Old Cairo, known in Egyptian as Masr al-Qadima, is technically the area of Cairo south of Sayyida Zeinab and Garden City. Locals sometimes call the area Fustat, in reference to the first Muslim city established in the area. Tourists will talk about Coptic Cairo, which is the Christian quarter of Cairo, containing numerous churches and other religious buildings in the Religion Compound.
The area of Old Cairo known as Coptic Cairo, pretty much opposite the southern tip of Rhoda Island, has been inhabited since perhaps as early as the 6th Century BC, and was known as Babylon in Egypt. In the 2nd Century AD, Emperor Trajan built the Roman Fortress of Babylon on the Nile, to guard the Nile trade routes. (It is possible there had already been a fort here, around which the original, pre-Roman settlement had grown.)
Many inhabitants in the area converted at one time or another to Christianity, and some of the churches still standing today, such as the Hanging Church and the Church of St Sergius, might date back to as late as the 4th and 5th Centuries AD.
When the Muslim army of Amr Ibn al-Aas took the town in 641 AD, he built a camp there and headed off to Alexandria to complete his conquest of Egypt. On his triumphant return from Alex, al-Aas found a dove nesting in his tent. He declared this a sign from Allah, and commissioned the first mosque ever built in Egypt, the Mosque of Amr Ibn al-Aas. Although altered and rebuilt several times, this mosque still stands. A new city was built around the mosque, and known as al-Fustat, "the Camp." This was effectively Egypt's capital city until the 10th Century Fatimid conquest.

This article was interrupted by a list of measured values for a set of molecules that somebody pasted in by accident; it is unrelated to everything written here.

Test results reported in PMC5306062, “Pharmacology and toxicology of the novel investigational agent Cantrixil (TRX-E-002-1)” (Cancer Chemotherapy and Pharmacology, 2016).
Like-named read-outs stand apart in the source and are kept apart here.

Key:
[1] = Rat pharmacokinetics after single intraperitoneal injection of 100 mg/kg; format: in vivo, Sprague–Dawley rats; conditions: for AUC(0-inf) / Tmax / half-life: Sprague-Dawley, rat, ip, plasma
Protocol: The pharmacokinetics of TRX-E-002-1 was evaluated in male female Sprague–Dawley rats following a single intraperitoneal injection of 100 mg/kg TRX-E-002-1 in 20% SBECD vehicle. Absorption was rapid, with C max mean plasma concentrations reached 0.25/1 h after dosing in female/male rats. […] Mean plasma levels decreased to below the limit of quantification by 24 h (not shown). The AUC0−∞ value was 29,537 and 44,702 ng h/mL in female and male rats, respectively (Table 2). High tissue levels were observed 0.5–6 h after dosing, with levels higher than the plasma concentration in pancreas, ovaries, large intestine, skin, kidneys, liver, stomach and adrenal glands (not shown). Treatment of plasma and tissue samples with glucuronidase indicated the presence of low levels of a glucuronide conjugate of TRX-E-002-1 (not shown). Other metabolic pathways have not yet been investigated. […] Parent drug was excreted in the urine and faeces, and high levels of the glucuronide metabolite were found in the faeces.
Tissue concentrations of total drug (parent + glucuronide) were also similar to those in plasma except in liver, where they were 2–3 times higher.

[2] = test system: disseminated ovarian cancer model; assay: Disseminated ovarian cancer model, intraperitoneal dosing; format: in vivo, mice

Nowadays, the area of Old Cairo of most interest to tourists is Coptic Cairo. This charming area of narrow, cobbled streets has a serene atmosphere that befits its incredible concentration of religious monuments. As well as the Religion Compound, which contains a number of churches, plus Egypt's oldest synagogue, you can also see the remains of the Roman fortress, and visit the Coptic Museum. The museum in particular is fascinating, acting as a sort of cultural bridge between the Pharaonic, Greek, Roman and Christian periods.
Coptic Cairo is very easy to get to: Mar Girgis Metro station (four stops south of Sadat station in Downtown) is directly opposite the Coptic Museum.
Just north and east of Coptic Cairo is the site of ancient Fustat. Nothing but the Amr Ibn al-Aas Mosque remains, which – as the oldest mosque in Egypt – is well worth a visit. Fustat used to stretch away to the north-east from the mosque: what started out as merely a camp developed into a series of sophisticated cities built by successive Muslim conquerors. This conglomeration of cities, known as Fustat-Masr, began to decline under the Fatimids, and was finally destroyed in the 12th Century lest it fall into Crusader hands.
These days, much of the former area of Fustat is a shanty town occupied by Cairo's rubbish collectors, the Zabaleen – who collect, sift, re-use and recycle most of Cairo's enormous quantities of trash. It's a dirty but in many ways inspiring work, and it's possible to visit the Zabaleen community as part of the Solar Cities Urban Eco Tour. © NileGuide